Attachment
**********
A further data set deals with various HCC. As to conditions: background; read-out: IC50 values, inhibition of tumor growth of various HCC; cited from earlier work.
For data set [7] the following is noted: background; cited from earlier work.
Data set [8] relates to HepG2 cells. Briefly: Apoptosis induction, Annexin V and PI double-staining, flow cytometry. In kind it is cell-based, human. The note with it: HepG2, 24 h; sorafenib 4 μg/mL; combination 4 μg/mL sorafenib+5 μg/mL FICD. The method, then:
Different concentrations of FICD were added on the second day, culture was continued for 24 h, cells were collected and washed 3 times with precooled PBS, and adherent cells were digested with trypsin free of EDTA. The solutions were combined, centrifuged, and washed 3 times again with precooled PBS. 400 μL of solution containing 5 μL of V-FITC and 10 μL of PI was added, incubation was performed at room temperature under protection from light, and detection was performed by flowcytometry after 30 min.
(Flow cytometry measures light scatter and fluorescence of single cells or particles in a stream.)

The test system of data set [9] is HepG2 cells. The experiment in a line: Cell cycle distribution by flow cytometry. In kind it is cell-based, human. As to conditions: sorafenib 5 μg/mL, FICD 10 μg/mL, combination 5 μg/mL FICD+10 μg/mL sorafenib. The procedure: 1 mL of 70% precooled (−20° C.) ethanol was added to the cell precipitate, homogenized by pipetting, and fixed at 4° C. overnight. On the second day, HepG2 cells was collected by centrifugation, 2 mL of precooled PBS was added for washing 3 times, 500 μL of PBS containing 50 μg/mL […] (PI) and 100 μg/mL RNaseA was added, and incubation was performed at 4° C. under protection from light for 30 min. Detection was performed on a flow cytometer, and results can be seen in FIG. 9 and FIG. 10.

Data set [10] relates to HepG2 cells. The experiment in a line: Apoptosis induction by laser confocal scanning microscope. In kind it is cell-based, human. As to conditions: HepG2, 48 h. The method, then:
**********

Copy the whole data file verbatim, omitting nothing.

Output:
A further data set deals with various HCC. As to conditions: background; read-out: IC50 values, inhibition of tumor growth of various HCC; cited from earlier work.
For data set [7] the following is noted: background; cited from earlier work.
Data set [8] relates to HepG2 cells. Briefly: Apoptosis induction, Annexin V and PI double-staining, flow cytometry. In kind it is cell-based, human. The note with it: HepG2, 24 h; sorafenib 4 μg/mL; combination 4 μg/mL sorafenib+5 μg/mL FICD. The method, then:
Different concentrations of FICD were added on the second day, culture was continued for 24 h, cells were collected and washed 3 times with precooled PBS, and adherent cells were digested with trypsin free of EDTA. The solutions were combined, centrifuged, and washed 3 times again with precooled PBS. 400 μL of solution containing 5 μL of V-FITC and 10 μL of PI was added, incubation was performed at room temperature under protection from light, and detection was performed by flowcytometry after 30 min.
(Flow cytometry measures light scatter and fluorescence of single cells or particles in a stream.)

The test system of data set [9] is HepG2 cells. The experiment in a line: Cell cycle distribution by flow cytometry. In kind it is cell-based, human. As to conditions: sorafenib 5 μg/mL, FICD 10 μg/mL, combination 5 μg/mL FICD+10 μg/mL sorafenib. The procedure: 1 mL of 70% precooled (−20° C.) ethanol was added to the cell precipitate, homogenized by pipetting, and fixed at 4° C. overnight. On the second day, HepG2 cells was collected by centrifugation, 2 mL of precooled PBS was added for washing 3 times, 500 μL of PBS containing 50 μg/mL […] (PI) and 100 μg/mL RNaseA was added, and incubation was performed at 4° C. under protection from light for 30 min. Detection was performed on a flow cytometer, and results can be seen in FIG. 9 and FIG. 10.

Data set [10] relates to HepG2 cells. The experiment in a line: Apoptosis induction by laser confocal scanning microscope. In kind it is cell-based, human. As to conditions: HepG2, 48 h. The method, then: